Why Dentists Need To Reimagine Restorative Dentistry

The way composite restorations are carried out is changing, thanks to injection overmoulding using Dr David Clark’s pioneering Bioclear Method. This approach renders a composite resin restoration, which is nearly as bulletproof as the new strong, monolithic all-ceramics.

The Bioclear Method is changing the way dentists think about restorative dentistry, helping us to wave goodbye to the damaging legacy of ‘amputation’ dentistry…

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Bioclear in action

Patients with a peg, or undersized, lateral incisor are relatively common, and often display a diastema in the midline region caused by the distal movement of the central incisor. Yet one of the most damaging treatments dentists can give to a young maxillary incisor is to place a full-coverage crown. Carrying out this process two or three times results in the patient having almost no tooth left.

In this case study from Dr David Clark, founder of the Academy of Microscope Enhanced Dentistry, the patient chipped two teeth - incisal-third fractures of teeth Nos. 8 and 9. He visited Dr Clark, some 20 years after the maxillary central incisors had already been restored three times with ceramic crowns.

Up to 72% of the tooth is cut away when a conservative full-coverage ceramic crown is fitted, meaning each treatment had seen the patient’s teeth get smaller and smaller over time.

Needless destruction of enamel

All the treatments had been executed carefully by skilled and caring clinicians using state-of-the-art techniques. However, the eventual outcomes were not satisfactory.

Throughout the years, the crowns on the upper arch wore down the enamel on the lower incisors. They were subsequently ground down further by his dentist, to make clearance and draw to place porcelain veneers. These preps were mostly in dentin, and almost into the pulp.

So when the patient experienced yet another failed set of crowns, he approached Dr Clark with this dilemma.

Using composite overlays

Dr Clark's treatment involved opening the vertical dimension of occlusion (VDO) with a unique and straightforward technique that is taught in the level 3.2 course at the Bioclear Learning Centre. Dr Clark placed composite overlays on the blasted (with aluminium tri-hydroxide [Bioclear Blaster]), etched, and unprepared posterior teeth of the lower arch.

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Injection overmoulding

Next, the patient’s maxillary lateral incisors were overmoulded with Bioclear 360° direct composite resin veneers using two A103 Small Incisor Matrices (Bioclear), one on the mesial and one on the distal.


Once the Bioclear 360° composite veneers were finished on the lower incisors, the crowns were removed, and abutments strengthened and then impressed. Photos were taken to allow the ceramist to easily match the layering ceramic to the composite.


Replacement of the crumbling, and mostly de-bonded, lower veneers was carried out in the same manner - with Bioclear 360° overmoulded composite veneers. The VDO had been opened, so Dr Clark didn’t have to grind yet another 2mm off the patient’s already severely reduced lower incisors.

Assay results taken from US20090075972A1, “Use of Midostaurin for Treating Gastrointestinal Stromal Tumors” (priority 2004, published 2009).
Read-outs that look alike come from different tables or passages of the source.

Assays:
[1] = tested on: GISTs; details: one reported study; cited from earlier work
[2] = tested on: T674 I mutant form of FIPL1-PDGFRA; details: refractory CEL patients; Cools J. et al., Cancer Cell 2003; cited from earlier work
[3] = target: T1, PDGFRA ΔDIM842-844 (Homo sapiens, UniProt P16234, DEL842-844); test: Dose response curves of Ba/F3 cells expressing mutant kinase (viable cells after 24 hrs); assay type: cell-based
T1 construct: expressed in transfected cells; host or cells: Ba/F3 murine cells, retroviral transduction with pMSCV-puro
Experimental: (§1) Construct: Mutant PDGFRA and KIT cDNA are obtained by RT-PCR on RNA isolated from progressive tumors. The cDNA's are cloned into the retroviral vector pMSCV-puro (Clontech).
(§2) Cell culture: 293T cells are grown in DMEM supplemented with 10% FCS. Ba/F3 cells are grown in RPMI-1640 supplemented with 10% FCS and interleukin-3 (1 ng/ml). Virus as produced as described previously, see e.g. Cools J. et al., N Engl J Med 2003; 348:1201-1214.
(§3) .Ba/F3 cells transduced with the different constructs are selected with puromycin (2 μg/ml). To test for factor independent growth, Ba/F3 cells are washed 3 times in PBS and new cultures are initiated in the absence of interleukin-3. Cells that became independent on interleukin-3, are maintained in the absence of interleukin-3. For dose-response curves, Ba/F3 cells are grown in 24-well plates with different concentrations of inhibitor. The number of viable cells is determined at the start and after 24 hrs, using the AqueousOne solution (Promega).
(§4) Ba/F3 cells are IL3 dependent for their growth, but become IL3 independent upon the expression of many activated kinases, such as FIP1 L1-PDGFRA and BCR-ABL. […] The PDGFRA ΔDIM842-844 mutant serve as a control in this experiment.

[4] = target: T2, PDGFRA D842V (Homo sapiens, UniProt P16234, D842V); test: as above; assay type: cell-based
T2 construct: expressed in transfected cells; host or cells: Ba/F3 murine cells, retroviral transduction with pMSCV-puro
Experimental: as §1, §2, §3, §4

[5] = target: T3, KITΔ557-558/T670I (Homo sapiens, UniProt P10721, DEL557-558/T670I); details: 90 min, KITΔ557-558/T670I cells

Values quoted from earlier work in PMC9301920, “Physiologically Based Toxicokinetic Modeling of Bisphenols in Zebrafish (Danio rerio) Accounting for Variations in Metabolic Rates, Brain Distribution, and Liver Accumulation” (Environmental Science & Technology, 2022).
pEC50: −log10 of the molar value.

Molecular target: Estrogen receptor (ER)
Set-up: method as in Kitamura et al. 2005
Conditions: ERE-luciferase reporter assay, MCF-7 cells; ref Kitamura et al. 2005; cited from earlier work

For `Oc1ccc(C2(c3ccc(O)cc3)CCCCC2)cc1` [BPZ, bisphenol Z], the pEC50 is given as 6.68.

Bioclear rises to the challenge

The lower teeth lacked natural contacts once the veneers were removed, causing the treatment of the lower arch with composite overmoulding to be significantly more challenging than the maxillary lateral incisors.

As the patient was distraught about the loss of tooth structure, resulting from the dentist’s decision to grind his front teeth down decades before, he was insistent on doing the least invasive approach. He also wanted to avoid additional ceramic restorations.

The resulting challenge of managing Bioclear Matrices without the aid of natural contacts was met, albeit with logistical complexities…

In the final postoperative view, you can see the match between the maxillary central incisors restored with pressed lithium disilicate crowns (Shade A-2) (IPS e.max [Ivoclar Vivadent]), cemented with a resin modified glass ionomer cement [RelyX Luting Plus [3M]), and overmoulded composite on teeth Nos. 7, 10, and 22 to 27.


Monolithic composite resin (Filtek Supreme Ultra [3M]; A-2 body shade) was used with 90% of the volume in regular (paste) composite and approximately 10% Filtek Flowable (3M).

A properly warmed (HeatSync [Bioclear]) composite resin will flow into the nooks and crannies and gingival margin areas where the angle of the matrix-tooth interface is too acute to inject room temperature paste composite.

Rethinking restorative dentistry

Traditional dentistry would have seen the patient’s tiny lower incisors further ground down to make clearance and draw to receive all-ceramic crowns, a procedure which would have risked losing all of the lower incisors. Bioclear offered another solution.

Dentists need to embrace change and look at restorative dentistry from a new perspective. Today, a patient with a fractured incisor should receive minimally invasive injection overmoulding using a composite resin - not a full-coverage ceramic crown.

Our free guide addresses the problem of unnecessarily aggressive restorative treatments, presenting a range of conservative solutions for treating black triangles, Class II restorations and peg laterals, as well as closing diastemas.

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*This case was originally presented by Dr David Clark in Minimally Invasive Dentistry.

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